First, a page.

API

Relationship: 368

Title

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N/A, Neurodegeneration leads to Neuronal network function, Decreased

Upstream event

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N/A, Neurodegeneration

Downstream event

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Neuronal network function, Decreased

Key Event Relationship Overview

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AOPs Referencing Relationship

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Taxonomic Applicability

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Sex Applicability

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Life Stage Applicability

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How Does This Key Event Relationship Work

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Weight of Evidence

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Biological Plausibility

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Based on neuropathological findings and neuroimaging from patients suffering from neurodegeneration as well as from evidence derived by transgenic animal models of neurodegeneration, it has been suggested that neurodegeneration is relate to neural network dysfunction (Palop et al., 2007; Seeley et al., 2009). Neurodegeneration leads to impairment of retrograde axonal transport that prohibits the growth factor supply to long-range projection neurons, causing synapse loss, and post-synaptic dendrite retraction that lead to decrease of neuronal network (Seeley et al., 2009).

Empirical Support for Linkage

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Include consideration of temporal concordance here

  • The effective concentration of DA causing decrease to 50% of control mean firing rate (MFR) values (EC50) in rat primary cultures (13-30 DIV) is 0.28 µM (Mack et al., 2014). Decrease of MFR has also been reported before by Hogberg et al. 2011, where mature cultures (28-35 DIV) have been exposed acutely to a wide range of concentrations of DA. The concentration of 0.5 μM DA significantly reduces MFR (77 %), the MBR (78 %) and the number of spikes per burst (71 %). Higher concentrations of DA (1 and 2 μM) also significantly decrease the MFR, whereas concentrations up to 0.1 μM of DA do not cause any effect on MFR (Hogberg et al., 2011). In primary rat cortical neurons (12-22 DIV), DA (50 µM) has been reported to reduce MFR by more than 90% (McConnell et al., 2012).
  • Ten-minute exposure of rat hippocampal CA1 region slices to 400 nM DA causes depression of fEPSP (Qiu et al., 2009). After 1 h washout, fEPSP gradually has been recovered. DA-potentiated slices have shown also less tetanus-induced LTP compared with control slices when tested with either original stimulus or reset stimulus (Qiu et al., 2009). In addition, prolonged application of 400 nM DA reversibly depresses CA1 fEPSP and impairs the subsequent development of tetanus LTP (Qiu et al., 2009).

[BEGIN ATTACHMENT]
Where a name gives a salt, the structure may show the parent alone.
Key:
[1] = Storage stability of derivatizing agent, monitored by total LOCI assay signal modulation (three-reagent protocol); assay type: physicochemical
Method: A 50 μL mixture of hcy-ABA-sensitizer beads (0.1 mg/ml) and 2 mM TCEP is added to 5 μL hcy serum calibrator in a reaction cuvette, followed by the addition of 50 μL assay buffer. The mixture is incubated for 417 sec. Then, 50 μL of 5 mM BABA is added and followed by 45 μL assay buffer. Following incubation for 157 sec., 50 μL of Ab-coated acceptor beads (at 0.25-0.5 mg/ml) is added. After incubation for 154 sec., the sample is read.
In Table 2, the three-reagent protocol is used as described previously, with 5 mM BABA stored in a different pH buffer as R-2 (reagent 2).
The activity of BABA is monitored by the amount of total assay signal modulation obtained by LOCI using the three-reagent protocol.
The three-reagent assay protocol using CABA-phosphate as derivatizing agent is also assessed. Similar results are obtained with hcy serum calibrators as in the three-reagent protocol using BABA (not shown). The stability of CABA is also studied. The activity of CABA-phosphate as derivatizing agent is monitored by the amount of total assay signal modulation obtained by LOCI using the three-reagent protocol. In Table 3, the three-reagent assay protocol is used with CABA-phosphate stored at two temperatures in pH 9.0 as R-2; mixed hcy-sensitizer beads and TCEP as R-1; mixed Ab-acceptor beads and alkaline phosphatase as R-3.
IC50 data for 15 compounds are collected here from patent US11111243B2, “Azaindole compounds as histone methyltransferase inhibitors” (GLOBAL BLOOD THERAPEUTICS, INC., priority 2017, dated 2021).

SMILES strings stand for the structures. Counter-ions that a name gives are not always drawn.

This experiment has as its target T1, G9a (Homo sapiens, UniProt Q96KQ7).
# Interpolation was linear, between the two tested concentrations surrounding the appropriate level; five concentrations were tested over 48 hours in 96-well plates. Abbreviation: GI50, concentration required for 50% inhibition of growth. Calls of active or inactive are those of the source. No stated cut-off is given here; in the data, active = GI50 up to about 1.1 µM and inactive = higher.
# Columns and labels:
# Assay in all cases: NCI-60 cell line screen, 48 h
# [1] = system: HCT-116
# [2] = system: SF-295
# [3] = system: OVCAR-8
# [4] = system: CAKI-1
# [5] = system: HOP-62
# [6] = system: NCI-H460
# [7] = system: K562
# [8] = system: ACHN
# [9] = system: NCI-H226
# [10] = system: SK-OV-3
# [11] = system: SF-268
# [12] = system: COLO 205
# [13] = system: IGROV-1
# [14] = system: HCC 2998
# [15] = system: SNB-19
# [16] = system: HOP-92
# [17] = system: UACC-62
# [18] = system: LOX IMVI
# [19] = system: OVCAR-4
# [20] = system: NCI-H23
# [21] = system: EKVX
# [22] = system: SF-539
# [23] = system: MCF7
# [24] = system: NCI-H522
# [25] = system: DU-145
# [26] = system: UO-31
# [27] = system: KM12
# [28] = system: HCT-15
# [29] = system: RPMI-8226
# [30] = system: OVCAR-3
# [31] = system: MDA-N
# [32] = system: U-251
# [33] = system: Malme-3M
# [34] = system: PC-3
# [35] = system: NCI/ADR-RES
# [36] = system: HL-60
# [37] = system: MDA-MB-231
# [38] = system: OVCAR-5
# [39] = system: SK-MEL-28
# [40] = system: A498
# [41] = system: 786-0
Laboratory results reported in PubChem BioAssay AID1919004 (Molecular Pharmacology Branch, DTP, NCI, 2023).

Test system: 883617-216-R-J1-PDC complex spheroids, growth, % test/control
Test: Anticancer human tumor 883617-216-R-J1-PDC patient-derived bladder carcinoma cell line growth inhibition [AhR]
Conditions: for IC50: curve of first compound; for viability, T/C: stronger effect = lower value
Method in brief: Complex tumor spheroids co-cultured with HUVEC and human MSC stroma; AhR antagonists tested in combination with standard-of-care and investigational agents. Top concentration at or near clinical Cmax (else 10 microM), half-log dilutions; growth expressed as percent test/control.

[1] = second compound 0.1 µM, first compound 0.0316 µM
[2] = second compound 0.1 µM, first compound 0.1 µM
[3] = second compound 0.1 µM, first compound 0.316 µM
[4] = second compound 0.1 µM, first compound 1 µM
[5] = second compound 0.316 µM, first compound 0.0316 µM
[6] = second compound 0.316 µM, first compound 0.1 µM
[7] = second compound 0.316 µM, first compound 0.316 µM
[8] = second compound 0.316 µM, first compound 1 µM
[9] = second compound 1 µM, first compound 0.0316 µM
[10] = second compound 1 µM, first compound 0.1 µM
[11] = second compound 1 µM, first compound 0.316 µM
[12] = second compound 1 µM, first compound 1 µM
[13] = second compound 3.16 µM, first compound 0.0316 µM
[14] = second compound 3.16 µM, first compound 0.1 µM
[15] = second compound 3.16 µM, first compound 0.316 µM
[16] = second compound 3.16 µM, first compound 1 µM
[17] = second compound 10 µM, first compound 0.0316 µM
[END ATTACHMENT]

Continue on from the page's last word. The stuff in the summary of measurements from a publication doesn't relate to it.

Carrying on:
Uncertainties or Inconsistencies

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Administration of high dose DA (4.4 mg/kg) to adult male Sprague-Dawley rats causes elevation of electrocorticogram (ECoG) beginning 30 min post injection, whereas at low dose (2.2 mg/kg) ECoG becomes elevated after 110 min (Binienda et al., 2011).

Quantitative Understanding of the Linkage

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Evidence Supporting Taxonomic Applicability

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It has been shown at the neuromascular junction of D. melanogaster that quisqualate-type glutamate receptors are blocked by DA (1 mM) (Lee et al., 2009). However, in crayfish (Procambarus clarkia) the same concentration of DA has no effect in spike activity (Bierbower and Cooper, 2013).

References

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Bierbower SM, Cooper RL. The mechanistic action of carbon dioxide on a neural circuit and NMJ communication. J Exp Zool A Ecol Genet Physiol. 2013. 319:340-54.

Binienda ZK, Beaudoin MA, Thorn BT, Ali SF. Analysis of electrical brain waves in neurotoxicology: γ-hydroxybutyrate. Curr Neuropharmacol. 2011. 9:236-9.

Hogberg HT, Sobanski T, Novellino A, Whelan M, Weiss DG, Bal-Price AK. Application of micro-electrode arrays (MEAs) as an emerging technology for developmental neurotoxicity: evaluation of domoic acid-induced effects in primary cultures of rat cortical neurons. Neurotoxicology 2011. 32:158-168.

Mack CM, Lin BJ, Turner JD, Johnstone AF, Burgoon LD, Shafer TJ. Burst and principal components analyses of MEA data for 16 chemicals describe at least three effects classes. Neurotoxicology 2014. 40:75-85.

McConnell ER, McClain MA, Ross J, Lefew WR, Shafer TJ. Evaluation of multi-well microelectrode arrays for neurotoxicity screening using a chemical training set. Neurotoxicology. 2012. 33:1048-1057.

Palop JJ, Chin J, Roberson ED, Wang J, Thwin MT, Bien-Ly N, Yoo J, Ho KO, Yu GQ, Kreitzer A, et al. Aberrant excitatory neuronal activity and compensatory remodeling of inhibitory hippocampal circuits in mouse models of Alzheimer's disease. Neuron. 2007. 55: 697-711.

Qiu S, Jebelli AK, Ashe JH, Currás-Collazo MC. Domoic acid induces a long-lasting enhancement of CA1 field responses and impairs tetanus-induced long-term potentiation in rat hippocampal slices. Toxicol Sci. 2009. 111:140-150.

Seeley WW, Crawford RK, Zhou J, Miller BL, Greicius MD. Neurodegenerative diseases target large-scale human brain networks. Neuron. 2009. 62:42-52.